Variety defines this particular collection of local libations more so than usual: my latest finds include four vintages, four varietals, three regions, two icon blends, and a great many sources for those unwilling to take “sold out” for an answer. These bottles come from as far afield as Kamloops and Lillooet in addition to the reliable Okanagan and Similkameen valleys, and include both recent releases plus resurfaced legends I never expected to find. New boutique shops rub shoulders with veteran wineries such as Burrowing Owl and Poplar Grove – all equally challenging to track down however! Considering everyone is looking for something special to either bring to the holiday table, or gift to loved ones in the coming weeks, my hope is that a few more of these bottles will find their way to another lucky cellar soon.
Privato 2012 Grande Reserve Pinot Noir: A couple of years ago the second vintage of Pinot Noir from this young Kamloops winery received a prestigious Best in Class Double Gold at the 2015 All Canadian Wine Championships. Eight reserved barrels of that same wine, with additional age totalling 42 months, were bottled the following year to yield “one of the most powerful Pinot Noirs to date in British Columbia,” in the words of John Schreiner last spring. John’s 92-94 point review remarked upon the “intriguing tension” between dark fruit and oak influence, offering a wine with a decade ahead of it in the cellar. Unable to visit the winery at the time of release, I assumed I would never see a bottle, so imagine my surprise in spotting this unicorn at retail after all this time! Just this year the wine was named Best of Varietal at the Okanagan Spring Wine Festival, garnering additional accolades a full five years later. Sutton Place Wine Merchant $57
Henricsson 2015 “Deux Hivers” Pinot Noir: In welcoming Peter & Kajsa Henricsson to his store, Marquis Wine Cellars owner John Clerides suggested their Naramata Chardonnay and Pinot Noir to be the best BC iterations he had tasted “in my 30-year wine career.” While unable to muster the pure objectivity needed for a similar statement, I can certainly report them to be excellent and very memorable after a tasting at Marquis this month. I could readily distinguish between both 2015 Pinot Noirs on offer, considering the “Deux Hivers” (two winters) version saw twice as much barrel time - resulting in a richer, spicier profile. From 26-year-old vines of primarily “suitcase” (European) clones, the wine aged in 25% new French oak before 130 cases were bottled in July. Should Marquis have been unable to source another case of Deux Hivers I did spot both Pinots and the Chardonnay at Legacy Liquor Store. Winery Direct $90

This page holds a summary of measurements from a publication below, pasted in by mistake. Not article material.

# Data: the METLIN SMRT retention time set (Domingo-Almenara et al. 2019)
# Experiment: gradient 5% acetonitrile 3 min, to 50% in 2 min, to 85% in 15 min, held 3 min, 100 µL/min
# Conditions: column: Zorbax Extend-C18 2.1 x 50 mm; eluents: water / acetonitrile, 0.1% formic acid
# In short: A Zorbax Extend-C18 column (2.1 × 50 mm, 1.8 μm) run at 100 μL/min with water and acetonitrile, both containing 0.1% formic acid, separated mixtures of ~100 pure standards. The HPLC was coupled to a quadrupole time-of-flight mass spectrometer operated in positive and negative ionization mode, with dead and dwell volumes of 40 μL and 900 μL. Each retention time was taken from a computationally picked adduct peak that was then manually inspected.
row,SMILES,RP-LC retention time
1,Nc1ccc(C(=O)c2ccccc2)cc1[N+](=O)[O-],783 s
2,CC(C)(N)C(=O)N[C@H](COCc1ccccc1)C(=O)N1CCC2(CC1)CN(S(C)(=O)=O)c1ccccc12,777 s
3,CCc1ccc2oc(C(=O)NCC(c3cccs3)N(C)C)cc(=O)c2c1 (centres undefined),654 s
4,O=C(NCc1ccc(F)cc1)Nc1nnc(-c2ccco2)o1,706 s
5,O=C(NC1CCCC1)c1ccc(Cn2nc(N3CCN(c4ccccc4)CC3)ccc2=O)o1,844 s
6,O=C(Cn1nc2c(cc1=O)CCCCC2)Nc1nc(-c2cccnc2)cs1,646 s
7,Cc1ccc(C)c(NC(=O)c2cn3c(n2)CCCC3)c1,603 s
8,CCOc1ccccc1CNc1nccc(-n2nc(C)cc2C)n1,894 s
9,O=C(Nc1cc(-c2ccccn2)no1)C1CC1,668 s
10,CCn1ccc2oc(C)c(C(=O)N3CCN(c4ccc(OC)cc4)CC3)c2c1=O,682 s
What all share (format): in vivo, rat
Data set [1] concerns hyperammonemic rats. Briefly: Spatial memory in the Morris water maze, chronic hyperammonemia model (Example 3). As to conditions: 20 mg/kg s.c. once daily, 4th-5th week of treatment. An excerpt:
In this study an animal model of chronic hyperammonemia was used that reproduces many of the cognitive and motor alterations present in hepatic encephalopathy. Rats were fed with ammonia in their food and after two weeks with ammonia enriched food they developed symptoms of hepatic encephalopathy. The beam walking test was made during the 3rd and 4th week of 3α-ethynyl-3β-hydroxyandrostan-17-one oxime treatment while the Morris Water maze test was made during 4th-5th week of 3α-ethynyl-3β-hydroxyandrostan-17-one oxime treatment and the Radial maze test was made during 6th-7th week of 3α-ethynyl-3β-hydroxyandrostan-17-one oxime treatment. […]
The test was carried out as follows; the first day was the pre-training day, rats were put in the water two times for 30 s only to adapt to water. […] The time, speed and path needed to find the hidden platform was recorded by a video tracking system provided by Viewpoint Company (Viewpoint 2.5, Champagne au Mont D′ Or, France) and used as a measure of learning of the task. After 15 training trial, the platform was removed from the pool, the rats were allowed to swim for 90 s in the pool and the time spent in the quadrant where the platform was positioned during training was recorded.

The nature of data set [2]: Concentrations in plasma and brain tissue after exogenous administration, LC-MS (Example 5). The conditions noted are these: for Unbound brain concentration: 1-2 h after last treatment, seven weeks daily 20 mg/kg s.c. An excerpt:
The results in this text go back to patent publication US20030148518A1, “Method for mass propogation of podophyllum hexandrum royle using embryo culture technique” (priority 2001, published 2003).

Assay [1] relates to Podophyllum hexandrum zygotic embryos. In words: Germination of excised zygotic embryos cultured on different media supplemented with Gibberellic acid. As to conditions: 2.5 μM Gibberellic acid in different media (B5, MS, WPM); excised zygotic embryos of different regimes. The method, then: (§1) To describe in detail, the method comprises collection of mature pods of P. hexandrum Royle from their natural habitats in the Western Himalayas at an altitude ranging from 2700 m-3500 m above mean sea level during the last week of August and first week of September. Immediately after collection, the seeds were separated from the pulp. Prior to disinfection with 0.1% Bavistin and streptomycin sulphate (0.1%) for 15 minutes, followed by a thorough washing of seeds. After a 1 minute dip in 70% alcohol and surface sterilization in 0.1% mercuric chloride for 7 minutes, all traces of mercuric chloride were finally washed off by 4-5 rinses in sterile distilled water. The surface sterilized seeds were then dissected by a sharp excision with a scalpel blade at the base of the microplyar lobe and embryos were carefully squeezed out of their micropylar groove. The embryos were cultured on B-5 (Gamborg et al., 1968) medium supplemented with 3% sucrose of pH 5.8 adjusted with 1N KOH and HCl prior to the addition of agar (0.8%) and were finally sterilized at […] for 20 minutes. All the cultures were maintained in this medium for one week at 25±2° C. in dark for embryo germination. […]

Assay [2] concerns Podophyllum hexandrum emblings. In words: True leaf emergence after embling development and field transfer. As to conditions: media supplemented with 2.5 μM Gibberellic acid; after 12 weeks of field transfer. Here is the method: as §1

Moon Curser 2014 Malbec: Small lots of Malbec are found in this adventurous Osoyoos winery’s “Contraband” class, and limited to even fewer than usual with just 197 cases in 2014. A strong showing at the National Wine Awards yielded a Silver medal this summer and praise for the wine’s finessed depth and elegant richness from Judge Sara d’Amato. More recently the wine took home one of five Double Gold – considered the top 10% – in the “Other Red” category (home to varieties such as Tempranillo and Zinfandel) at this year’s Six Nations Wine Challenge in Sydney, a prestigious invitational competition for New World wines. The generously ripe (26.1 Brix) grapes originated from a three-acre estate block, and the eight barrels used for the single varietal bottling spent 13 months in 25% new French oak. The wine is now sold out at the winery, with any remainder reserved for future wine club shipments (mine arrived this month), so store shelves are your best bet. Winery Direct $32